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Bhimsen Joshi In Memoriam

As I woke up on the morning of the 25th I was confronted by the news I had feared after reading that Pandit Bhimsen Joshi had been hospitalized a few days earlier. The legend of Indian classical music had finally succumbed to multiple organ failure 11 days before his 89th birthday.

I know it is cliché to say so but without a doubt with his passing away an era does threaten to come to an end. As many have pointed out, Pandit Joshi truly was a Gharana of his own and there are only a few of his generation left. A generation that redefined Indian classical tradition for our age.

When I first heard him singing the Kaunsi Kanada many years ago I was transported to another world and time as he gave expression to hundreds of years of tradition.  The quality of his voice and perfection of delivery combined with a deep sense of real bhakti has endeared him to people all over India and the whole world. For me personally he was and remains one of the greatest singers of all time in any field of music.

It is said that Joshi decided to become a singer when as a child he heard a recording of a thumri by Abdul Karim Khan. Soon after at the early age of 11 he ran away from home and traveled to Bijapur to find himself a master who would become his teacher and initiate him into the secrets of the art.

Although born in the state of Karnataka, the stronghold of South Indian classical styles, he became the beacon of North Indian classical music under the tutelage of Rambhau Kundgolkar alias Sawai Gandharva who agreed to be his guru in 1936. Before meeting his master he also spent time studying in Gwalior, the traditional seat of learning for classical musicians in India.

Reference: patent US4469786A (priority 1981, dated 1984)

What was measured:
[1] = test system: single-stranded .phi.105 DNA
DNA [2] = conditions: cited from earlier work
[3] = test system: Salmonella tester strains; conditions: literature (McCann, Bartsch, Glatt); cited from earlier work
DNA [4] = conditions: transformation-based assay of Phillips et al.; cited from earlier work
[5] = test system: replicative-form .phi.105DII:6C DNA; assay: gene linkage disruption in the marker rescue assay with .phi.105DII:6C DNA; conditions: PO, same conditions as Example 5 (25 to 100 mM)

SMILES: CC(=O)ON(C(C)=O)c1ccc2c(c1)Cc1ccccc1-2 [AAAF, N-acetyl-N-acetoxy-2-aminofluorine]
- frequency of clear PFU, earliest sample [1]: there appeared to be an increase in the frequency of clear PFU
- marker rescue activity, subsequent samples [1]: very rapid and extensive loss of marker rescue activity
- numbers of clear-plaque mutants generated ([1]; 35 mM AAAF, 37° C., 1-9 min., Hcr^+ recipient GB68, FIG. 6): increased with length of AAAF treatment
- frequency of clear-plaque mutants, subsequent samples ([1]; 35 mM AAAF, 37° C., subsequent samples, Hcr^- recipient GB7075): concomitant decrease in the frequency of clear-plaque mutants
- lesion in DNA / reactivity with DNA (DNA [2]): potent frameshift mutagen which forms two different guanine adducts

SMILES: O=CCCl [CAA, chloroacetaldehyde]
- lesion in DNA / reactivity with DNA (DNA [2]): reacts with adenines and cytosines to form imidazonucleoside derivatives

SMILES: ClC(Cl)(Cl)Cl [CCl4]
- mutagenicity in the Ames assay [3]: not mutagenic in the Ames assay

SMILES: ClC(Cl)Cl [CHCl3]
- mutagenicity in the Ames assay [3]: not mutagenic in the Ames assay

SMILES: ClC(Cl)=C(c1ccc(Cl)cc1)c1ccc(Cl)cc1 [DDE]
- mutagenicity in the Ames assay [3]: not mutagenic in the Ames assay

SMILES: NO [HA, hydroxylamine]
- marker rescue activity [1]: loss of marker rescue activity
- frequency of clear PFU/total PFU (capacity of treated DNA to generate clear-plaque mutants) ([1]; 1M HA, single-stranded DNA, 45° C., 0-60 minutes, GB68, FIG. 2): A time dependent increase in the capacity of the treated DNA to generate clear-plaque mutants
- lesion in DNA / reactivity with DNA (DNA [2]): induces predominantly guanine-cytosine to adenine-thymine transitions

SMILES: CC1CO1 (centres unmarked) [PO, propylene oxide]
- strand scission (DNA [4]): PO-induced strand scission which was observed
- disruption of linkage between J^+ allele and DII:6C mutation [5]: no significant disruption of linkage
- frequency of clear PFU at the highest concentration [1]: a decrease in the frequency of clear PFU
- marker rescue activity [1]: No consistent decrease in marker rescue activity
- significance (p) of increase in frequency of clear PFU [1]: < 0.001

Eventually by travelling widely and learning from many different people along with his prime guru he reached outstanding musical heights. Be it a thumri, bhajan or a full fledged raga Bhimsen Joshi gave it a dimension and depth that made him a genius in his field.

The first time Joshi took to the stage as a performer was in 1941 at the age of 19 and released his debut album that consisted of devotional songs with HMV the next year. In 1943 Joshi made a career move and picked up his bags again and headed towards Bombay where he became a well sought after radio artist. Since then his career has been one of distinction and utter artistic integrity. The prices he has won are too numerous to mention and in any case the number of hearts and minds he has captivated his music must be the biggest achievement of his life.

I hope the coming generations will continue to listen and study his style of singing and that his legend lives on. We will all sorely miss his presence and think of him with affection for the rest of our lives.

He was cremated at Vaikunth Crematorium in Pune with full state honors.

Here you can listen to the great master render a devotional piece by the medieval bhakti poetess Meera:

Bhimsen Joshi – More Ghar Aavo Preetam Pyara

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